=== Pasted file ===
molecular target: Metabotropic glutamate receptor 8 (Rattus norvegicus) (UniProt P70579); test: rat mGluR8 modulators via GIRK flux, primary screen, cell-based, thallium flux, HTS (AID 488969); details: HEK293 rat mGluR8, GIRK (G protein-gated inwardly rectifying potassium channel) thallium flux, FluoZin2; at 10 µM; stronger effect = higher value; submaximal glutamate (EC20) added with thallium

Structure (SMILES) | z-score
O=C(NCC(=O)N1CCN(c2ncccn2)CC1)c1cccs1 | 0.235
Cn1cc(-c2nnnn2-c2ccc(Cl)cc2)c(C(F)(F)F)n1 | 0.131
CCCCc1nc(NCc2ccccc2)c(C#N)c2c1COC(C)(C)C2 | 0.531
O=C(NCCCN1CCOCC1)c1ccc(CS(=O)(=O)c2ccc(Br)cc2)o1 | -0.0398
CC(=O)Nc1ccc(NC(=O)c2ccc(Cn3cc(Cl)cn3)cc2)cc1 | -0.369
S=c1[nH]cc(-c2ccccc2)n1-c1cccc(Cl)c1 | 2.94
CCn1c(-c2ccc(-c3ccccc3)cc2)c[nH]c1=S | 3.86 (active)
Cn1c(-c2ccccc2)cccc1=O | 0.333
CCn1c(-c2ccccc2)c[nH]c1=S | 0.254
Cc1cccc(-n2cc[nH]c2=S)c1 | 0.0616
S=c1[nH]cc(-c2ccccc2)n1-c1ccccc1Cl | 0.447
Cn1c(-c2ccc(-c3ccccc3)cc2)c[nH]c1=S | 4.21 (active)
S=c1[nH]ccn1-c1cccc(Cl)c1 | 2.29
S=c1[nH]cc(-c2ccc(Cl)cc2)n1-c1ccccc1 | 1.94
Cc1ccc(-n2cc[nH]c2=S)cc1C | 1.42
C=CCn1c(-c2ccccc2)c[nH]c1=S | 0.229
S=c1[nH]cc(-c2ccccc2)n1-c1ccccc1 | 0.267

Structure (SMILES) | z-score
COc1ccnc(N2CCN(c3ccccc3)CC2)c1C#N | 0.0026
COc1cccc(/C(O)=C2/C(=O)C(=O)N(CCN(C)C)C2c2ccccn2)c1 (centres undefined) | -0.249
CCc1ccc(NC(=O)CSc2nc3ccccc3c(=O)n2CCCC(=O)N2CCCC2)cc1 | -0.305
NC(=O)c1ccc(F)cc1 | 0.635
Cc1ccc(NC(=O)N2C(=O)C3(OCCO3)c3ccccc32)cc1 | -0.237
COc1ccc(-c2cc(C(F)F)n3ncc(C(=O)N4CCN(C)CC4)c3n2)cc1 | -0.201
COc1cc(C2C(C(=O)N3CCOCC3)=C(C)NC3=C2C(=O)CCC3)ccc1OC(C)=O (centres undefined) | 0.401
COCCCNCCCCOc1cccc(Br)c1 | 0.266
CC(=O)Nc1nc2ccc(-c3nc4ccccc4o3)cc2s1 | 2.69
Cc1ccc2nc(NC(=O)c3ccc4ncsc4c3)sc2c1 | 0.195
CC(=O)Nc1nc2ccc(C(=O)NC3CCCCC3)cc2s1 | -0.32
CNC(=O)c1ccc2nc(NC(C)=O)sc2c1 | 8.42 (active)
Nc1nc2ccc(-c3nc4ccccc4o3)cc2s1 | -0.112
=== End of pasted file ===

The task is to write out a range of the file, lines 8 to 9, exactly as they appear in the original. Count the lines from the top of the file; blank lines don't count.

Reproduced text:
S=c1[nH]cc(-c2ccccc2)n1-c1cccc(Cl)c1 | 2.94
CCn1c(-c2ccc(-c3ccccc3)cc2)c[nH]c1=S | 3.86 (active)